Public Meeting

The objective of this meeting is to gather information and to better understand issues and perspectives from various stakeholders so the agencies can identify potential areas where each agency’s jurisdiction can be identified and clarified for affected parties, collection and assessment of each agency’s respectively appropriate information can be improved, expertise can be shared, and regulatory approval can be coordinated and simplified. These concerns relate both to devices operating on designated frequencies and to convergent medical device and information technology. This includes challenges faced by manufacturers and innovators in ensuring compliance with various regulatory requirements and risks associated with medical device systems using spectrum shared by other medical devices, using spectrum shared by other types of devices and services, and using broadband communication capabilities.

The information gathered during the meeting will be used to enhance the coordination between FDA and FCC for such devices and applications, and clarify and delineate the respective areas of expertise and jurisdiction between the agencies.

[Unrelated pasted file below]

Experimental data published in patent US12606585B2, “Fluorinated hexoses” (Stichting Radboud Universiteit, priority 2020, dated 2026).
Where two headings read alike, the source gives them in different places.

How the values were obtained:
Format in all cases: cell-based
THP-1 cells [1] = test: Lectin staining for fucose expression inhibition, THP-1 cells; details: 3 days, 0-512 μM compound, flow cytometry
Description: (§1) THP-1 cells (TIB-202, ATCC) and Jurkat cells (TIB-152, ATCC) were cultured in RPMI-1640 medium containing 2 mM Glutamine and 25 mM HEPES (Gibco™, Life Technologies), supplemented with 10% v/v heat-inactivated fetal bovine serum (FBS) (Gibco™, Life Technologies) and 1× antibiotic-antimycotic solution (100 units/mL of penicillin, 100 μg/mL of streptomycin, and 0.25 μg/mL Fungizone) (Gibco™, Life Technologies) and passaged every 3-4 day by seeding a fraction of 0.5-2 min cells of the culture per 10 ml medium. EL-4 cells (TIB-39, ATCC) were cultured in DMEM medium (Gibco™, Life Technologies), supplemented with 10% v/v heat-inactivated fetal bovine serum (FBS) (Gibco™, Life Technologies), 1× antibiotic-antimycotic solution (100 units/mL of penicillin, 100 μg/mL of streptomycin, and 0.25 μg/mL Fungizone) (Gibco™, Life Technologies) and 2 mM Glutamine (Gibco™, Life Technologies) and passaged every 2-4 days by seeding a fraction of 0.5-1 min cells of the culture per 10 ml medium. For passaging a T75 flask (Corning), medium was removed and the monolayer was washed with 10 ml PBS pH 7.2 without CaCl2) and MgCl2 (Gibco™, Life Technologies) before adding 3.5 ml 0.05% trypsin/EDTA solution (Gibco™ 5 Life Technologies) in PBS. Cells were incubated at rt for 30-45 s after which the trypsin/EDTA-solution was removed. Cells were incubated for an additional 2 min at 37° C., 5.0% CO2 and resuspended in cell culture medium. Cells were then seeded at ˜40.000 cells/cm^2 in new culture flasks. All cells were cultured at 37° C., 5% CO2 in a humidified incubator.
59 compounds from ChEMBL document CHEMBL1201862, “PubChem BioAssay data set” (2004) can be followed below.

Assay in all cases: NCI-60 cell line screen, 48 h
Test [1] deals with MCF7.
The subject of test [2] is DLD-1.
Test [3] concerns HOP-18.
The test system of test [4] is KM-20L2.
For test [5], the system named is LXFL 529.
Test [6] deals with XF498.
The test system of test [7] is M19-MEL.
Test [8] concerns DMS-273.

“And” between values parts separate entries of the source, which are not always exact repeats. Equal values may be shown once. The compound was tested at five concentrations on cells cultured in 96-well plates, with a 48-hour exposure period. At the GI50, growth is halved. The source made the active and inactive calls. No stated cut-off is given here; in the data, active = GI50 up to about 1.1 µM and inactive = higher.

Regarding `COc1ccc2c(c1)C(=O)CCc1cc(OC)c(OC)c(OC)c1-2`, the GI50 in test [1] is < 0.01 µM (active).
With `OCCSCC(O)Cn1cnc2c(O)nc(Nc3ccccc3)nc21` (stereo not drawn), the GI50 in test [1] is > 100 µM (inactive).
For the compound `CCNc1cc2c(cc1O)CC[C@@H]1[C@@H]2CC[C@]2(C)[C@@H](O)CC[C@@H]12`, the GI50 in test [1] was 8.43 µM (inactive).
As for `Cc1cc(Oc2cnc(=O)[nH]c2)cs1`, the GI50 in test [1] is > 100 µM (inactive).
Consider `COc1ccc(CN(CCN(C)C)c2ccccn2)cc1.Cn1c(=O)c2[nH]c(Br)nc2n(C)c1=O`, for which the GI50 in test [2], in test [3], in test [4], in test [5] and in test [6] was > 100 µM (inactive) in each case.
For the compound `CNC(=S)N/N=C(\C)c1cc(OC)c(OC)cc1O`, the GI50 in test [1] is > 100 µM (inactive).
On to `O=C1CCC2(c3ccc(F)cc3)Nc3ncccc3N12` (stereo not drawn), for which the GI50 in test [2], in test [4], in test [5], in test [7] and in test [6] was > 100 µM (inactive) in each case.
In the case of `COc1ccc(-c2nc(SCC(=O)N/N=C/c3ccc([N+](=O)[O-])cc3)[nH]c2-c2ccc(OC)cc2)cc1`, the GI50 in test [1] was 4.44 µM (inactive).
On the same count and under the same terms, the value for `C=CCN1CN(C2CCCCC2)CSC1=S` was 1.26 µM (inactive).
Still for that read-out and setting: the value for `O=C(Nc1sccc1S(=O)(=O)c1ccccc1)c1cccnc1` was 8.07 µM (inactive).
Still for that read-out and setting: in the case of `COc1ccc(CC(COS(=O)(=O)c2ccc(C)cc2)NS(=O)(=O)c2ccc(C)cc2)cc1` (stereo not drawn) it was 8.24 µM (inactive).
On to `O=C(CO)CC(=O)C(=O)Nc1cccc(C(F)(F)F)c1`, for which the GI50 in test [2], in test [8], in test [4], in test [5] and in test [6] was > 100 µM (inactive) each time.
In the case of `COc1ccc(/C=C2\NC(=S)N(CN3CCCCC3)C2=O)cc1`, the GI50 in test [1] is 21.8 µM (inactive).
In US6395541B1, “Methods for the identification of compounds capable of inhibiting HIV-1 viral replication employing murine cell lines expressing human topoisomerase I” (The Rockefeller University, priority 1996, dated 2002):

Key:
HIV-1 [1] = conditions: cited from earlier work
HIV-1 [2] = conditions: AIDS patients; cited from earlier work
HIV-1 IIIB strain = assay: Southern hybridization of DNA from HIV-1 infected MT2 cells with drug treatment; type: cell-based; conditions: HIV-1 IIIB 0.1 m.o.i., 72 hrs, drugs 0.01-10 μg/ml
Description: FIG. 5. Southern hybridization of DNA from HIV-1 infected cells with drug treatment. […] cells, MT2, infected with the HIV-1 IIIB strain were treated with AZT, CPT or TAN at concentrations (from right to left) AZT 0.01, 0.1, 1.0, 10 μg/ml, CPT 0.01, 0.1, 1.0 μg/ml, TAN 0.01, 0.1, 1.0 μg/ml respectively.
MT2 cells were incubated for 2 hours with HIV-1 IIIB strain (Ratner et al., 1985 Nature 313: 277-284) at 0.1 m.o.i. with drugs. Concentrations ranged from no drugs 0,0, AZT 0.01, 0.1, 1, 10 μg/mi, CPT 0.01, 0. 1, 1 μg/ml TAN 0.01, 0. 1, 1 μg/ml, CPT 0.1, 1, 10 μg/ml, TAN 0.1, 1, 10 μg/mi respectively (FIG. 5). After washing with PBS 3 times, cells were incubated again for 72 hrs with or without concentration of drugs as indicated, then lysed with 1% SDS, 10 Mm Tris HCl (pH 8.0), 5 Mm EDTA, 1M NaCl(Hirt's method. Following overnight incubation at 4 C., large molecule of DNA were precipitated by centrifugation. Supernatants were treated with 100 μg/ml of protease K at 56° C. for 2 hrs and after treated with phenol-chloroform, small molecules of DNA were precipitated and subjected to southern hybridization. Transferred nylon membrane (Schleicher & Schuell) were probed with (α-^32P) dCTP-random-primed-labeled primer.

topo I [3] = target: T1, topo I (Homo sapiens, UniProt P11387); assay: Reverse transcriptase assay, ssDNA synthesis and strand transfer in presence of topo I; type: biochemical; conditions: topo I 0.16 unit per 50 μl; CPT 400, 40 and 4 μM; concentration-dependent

Questions for Comment

FDA and FCC are planning to focus the public meeting on the following topics:

  1. Data integrity and reliability issues arising from the use of allocated spectrum, the use of unlicensed devices, and the use of commercial networks and applications, and n eeds, uses, and risks for ‘medical-grade’ wireless technology and communications.
  2. Medical device and system security issues – inadvertent and intentional intrusion – nonfunction and malfunction.
  3. Trends in medical devices using allocated spectrum and using unlicensed operation, and medical devices and applications using commercial networks. Consideration of various wireless networking scenarios and use cases.
  4. Risks Management:
    1. The need to define levels of “criticality” of device function that can be used for determining reliability requirements.
    2. Environmental factors and delivery setting – hospitals, users, clinics, home, travel, etc.